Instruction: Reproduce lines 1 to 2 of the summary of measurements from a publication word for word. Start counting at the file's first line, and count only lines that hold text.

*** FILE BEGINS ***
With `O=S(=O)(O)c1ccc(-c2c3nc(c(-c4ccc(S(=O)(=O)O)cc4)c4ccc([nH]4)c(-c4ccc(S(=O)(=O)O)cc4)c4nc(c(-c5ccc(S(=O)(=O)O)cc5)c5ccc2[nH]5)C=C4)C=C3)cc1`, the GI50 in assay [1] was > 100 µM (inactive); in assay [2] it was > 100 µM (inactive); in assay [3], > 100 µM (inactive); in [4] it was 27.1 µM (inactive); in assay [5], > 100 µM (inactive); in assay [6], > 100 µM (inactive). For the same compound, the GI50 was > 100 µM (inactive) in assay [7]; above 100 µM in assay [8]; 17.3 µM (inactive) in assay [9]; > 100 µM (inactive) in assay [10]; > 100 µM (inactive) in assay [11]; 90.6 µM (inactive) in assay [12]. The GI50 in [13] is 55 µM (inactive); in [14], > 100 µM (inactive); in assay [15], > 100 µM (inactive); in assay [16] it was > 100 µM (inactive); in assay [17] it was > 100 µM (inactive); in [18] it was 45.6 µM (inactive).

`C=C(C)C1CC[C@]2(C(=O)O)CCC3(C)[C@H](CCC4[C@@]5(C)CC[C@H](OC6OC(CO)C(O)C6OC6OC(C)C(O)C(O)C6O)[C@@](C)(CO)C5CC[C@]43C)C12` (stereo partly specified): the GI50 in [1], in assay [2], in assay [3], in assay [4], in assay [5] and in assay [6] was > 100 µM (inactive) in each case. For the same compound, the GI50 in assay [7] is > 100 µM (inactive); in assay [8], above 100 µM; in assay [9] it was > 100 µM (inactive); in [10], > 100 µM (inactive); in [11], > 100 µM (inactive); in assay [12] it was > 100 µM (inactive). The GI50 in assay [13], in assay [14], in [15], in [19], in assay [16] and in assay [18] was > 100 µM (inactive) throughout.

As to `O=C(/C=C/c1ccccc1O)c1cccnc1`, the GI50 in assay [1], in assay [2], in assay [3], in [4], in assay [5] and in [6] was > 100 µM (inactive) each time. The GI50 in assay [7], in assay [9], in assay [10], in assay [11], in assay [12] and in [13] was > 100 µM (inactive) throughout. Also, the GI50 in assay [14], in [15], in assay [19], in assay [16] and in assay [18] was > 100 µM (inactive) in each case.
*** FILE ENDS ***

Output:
With `O=S(=O)(O)c1ccc(-c2c3nc(c(-c4ccc(S(=O)(=O)O)cc4)c4ccc([nH]4)c(-c4ccc(S(=O)(=O)O)cc4)c4nc(c(-c5ccc(S(=O)(=O)O)cc5)c5ccc2[nH]5)C=C4)C=C3)cc1`, the GI50 in assay [1] was > 100 µM (inactive); in assay [2] it was > 100 µM (inactive); in assay [3], > 100 µM (inactive); in [4] it was 27.1 µM (inactive); in assay [5], > 100 µM (inactive); in assay [6], > 100 µM (inactive). For the same compound, the GI50 was > 100 µM (inactive) in assay [7]; above 100 µM in assay [8]; 17.3 µM (inactive) in assay [9]; > 100 µM (inactive) in assay [10]; > 100 µM (inactive) in assay [11]; 90.6 µM (inactive) in assay [12]. The GI50 in [13] is 55 µM (inactive); in [14], > 100 µM (inactive); in assay [15], > 100 µM (inactive); in assay [16] it was > 100 µM (inactive); in assay [17] it was > 100 µM (inactive); in [18] it was 45.6 µM (inactive).

`C=C(C)C1CC[C@]2(C(=O)O)CCC3(C)[C@H](CCC4[C@@]5(C)CC[C@H](OC6OC(CO)C(O)C6OC6OC(C)C(O)C(O)C6O)[C@@](C)(CO)C5CC[C@]43C)C12` (stereo partly specified): the GI50 in [1], in assay [2], in assay [3], in assay [4], in assay [5] and in assay [6] was > 100 µM (inactive) in each case. For the same compound, the GI50 in assay [7] is > 100 µM (inactive); in assay [8], above 100 µM; in assay [9] it was > 100 µM (inactive); in [10], > 100 µM (inactive); in [11], > 100 µM (inactive); in assay [12] it was > 100 µM (inactive). The GI50 in assay [13], in assay [14], in [15], in [19], in assay [16] and in assay [18] was > 100 µM (inactive) throughout.